ARTICLE
18 April 2024

Compliance Isn't The Only 'AI Washing' Risk

B
Bracewell

Contributor

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Companies are rapidly adopting artificial intelligence technologies, and both regulators and private plaintiffs have set their sights on "AI washing," where businesses tout AI capabilities that do not exist.
United States Corporate/Commercial Law
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Companies are rapidly adopting artificial intelligence technologies, and both regulators and private plaintiffs have set their sights on "AI washing," where businesses tout AI capabilities that do not exist.

The term "AI washing" originates from green washing, where firms make false or misleading statements regarding their environmental or sustainability initiatives. At a conference late last year, SEC Chair Gary Gensler announced that the commission was focused on AI washing, and reminded attendees that securities laws require "full, fair and truthful" disclosures. "Don't do it," Gensler said, reiterating that "one shouldn't greenwash, and one shouldn't AI wash. I don't know how else to say it."

Not surprisingly given Gensler's warning, the SEC last month announced the settlement of two enforcement actions involving misleading AI claims, both against registered investment advisers. Those advisers, according to the SEC, represented to the market that they used artificial intelligence when, in fact, they did not. In both cases, the investment advisers agreed to pay a fine and cease and desist from further violations.

There is little doubt that additional SEC enforcement actions will follow, not to mention actions by other regulators, such as the Federal Trade Commission and the Commodities Futures Trading Commission, seeking to curb AI-related misrepresentations by industry participants. Indeed, most federal regulators have launched AI task forces, seemingly consistent with President Joe Biden's October 2022 executive order on AI, which warned that the "[u]se of new technologies, such as AI, does not excuse organizations from their legal obligations, and hard-won consumer protections are more important than ever in moments of technological change."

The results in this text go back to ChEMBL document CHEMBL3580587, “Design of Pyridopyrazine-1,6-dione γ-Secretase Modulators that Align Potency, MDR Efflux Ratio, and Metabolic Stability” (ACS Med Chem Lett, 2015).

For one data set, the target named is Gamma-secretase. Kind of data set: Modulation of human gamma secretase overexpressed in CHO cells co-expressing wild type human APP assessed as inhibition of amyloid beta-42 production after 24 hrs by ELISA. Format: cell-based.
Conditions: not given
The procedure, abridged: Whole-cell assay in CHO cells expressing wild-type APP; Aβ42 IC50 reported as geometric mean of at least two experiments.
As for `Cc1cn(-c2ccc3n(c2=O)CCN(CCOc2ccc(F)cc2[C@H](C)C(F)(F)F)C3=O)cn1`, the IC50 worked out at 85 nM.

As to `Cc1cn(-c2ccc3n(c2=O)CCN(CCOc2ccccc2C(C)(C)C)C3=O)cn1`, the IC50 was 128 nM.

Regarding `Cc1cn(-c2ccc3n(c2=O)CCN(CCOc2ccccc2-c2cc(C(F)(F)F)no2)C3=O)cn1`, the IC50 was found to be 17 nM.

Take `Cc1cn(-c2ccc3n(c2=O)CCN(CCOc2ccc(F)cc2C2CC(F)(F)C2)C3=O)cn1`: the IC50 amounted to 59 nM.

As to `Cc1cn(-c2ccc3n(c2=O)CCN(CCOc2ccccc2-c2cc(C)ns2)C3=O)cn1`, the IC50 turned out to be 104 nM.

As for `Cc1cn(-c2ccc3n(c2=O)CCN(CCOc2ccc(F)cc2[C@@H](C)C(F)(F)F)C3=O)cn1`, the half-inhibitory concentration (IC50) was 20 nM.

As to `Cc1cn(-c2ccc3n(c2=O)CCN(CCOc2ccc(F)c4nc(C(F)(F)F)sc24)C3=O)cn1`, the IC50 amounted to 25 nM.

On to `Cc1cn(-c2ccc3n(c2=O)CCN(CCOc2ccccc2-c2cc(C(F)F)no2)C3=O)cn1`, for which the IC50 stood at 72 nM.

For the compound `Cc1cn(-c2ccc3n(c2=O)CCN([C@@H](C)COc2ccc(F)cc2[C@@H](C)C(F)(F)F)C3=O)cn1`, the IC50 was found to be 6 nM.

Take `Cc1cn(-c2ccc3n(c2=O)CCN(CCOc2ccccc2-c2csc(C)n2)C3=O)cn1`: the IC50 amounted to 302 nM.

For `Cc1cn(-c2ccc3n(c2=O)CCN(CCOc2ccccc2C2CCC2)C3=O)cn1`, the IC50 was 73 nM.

But risks do not end with regulators, as companies engaged in AI washing are also exposed to private lawsuits brought by shareholders claiming an exaggeration of AI capabilities. In February, for example, software company Innodata Inc. was sued in federal court by a proposed class of investors alleging its stock price dropped more than 30% after a financial research firm, Wolfpack Research, published a report saying Innodata's artificial intelligence technology was "smoke and mirrors," and that its marketing claims were akin to "putting lipstick on a pig."

Given the proliferation of AI — or supposed AI — across industries, more lawsuits like this can be expected, and even if such cases are found ultimately to be without merit, they can expose a firm to serious financial and reputational harm.

To avoid enforcement and litigation risk related to AI washing, companies should take steps now to ensure their public statements about artificial intelligence capabilities are not false or misleading. In this regard, it is important for companies to understand what AI is, and what it is not. Technology generally qualifies as AI only if it exhibits some level of learning, adapting and autonomy. On the other hand, technologies merely providing advanced automation and statistical analysis are not necessarily considered AI.

These AI washing considerations, as well as the numerous other risks associated with AI — such as privacy, data security, and data "hallucinations" — must become part of the compliance "playbook" for any company using artificial intelligence.

Article originally published by Legal Dive on April 8, 2024.

The content of this article is intended to provide a general guide to the subject matter. Specialist advice should be sought about your specific circumstances.

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